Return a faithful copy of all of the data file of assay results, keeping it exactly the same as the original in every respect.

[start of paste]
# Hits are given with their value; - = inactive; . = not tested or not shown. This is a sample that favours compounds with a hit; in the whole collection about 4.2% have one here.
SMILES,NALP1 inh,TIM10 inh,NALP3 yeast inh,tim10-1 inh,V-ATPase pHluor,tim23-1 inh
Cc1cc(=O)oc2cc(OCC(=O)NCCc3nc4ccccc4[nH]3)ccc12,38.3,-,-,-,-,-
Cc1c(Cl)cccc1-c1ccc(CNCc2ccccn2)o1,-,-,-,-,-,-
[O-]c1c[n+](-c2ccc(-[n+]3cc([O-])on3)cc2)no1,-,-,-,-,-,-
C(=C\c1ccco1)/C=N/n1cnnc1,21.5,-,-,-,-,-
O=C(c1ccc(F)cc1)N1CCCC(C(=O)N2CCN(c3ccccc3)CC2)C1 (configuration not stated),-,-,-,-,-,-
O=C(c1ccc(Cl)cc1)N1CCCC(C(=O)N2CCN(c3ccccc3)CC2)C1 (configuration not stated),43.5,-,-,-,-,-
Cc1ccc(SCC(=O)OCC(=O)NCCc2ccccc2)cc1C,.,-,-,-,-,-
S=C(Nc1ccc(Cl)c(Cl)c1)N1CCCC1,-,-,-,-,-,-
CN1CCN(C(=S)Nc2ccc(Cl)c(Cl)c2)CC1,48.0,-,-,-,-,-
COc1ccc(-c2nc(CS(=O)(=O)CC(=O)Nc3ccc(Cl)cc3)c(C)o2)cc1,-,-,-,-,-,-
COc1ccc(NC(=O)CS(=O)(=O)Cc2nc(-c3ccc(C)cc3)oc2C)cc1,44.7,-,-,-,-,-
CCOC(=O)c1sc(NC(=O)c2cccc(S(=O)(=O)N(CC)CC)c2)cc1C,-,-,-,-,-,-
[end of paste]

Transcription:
# Hits are given with their value; - = inactive; . = not tested or not shown. This is a sample that favours compounds with a hit; in the whole collection about 4.2% have one here.
SMILES,NALP1 inh,TIM10 inh,NALP3 yeast inh,tim10-1 inh,V-ATPase pHluor,tim23-1 inh
Cc1cc(=O)oc2cc(OCC(=O)NCCc3nc4ccccc4[nH]3)ccc12,38.3,-,-,-,-,-
Cc1c(Cl)cccc1-c1ccc(CNCc2ccccn2)o1,-,-,-,-,-,-
[O-]c1c[n+](-c2ccc(-[n+]3cc([O-])on3)cc2)no1,-,-,-,-,-,-
C(=C\c1ccco1)/C=N/n1cnnc1,21.5,-,-,-,-,-
O=C(c1ccc(F)cc1)N1CCCC(C(=O)N2CCN(c3ccccc3)CC2)C1 (configuration not stated),-,-,-,-,-,-
O=C(c1ccc(Cl)cc1)N1CCCC(C(=O)N2CCN(c3ccccc3)CC2)C1 (configuration not stated),43.5,-,-,-,-,-
Cc1ccc(SCC(=O)OCC(=O)NCCc2ccccc2)cc1C,.,-,-,-,-,-
S=C(Nc1ccc(Cl)c(Cl)c1)N1CCCC1,-,-,-,-,-,-
CN1CCN(C(=S)Nc2ccc(Cl)c(Cl)c2)CC1,48.0,-,-,-,-,-
COc1ccc(-c2nc(CS(=O)(=O)CC(=O)Nc3ccc(Cl)cc3)c(C)o2)cc1,-,-,-,-,-,-
COc1ccc(NC(=O)CS(=O)(=O)Cc2nc(-c3ccc(C)cc3)oc2C)cc1,44.7,-,-,-,-,-
CCOC(=O)c1sc(NC(=O)c2cccc(S(=O)(=O)N(CC)CC)c2)cc1C,-,-,-,-,-,-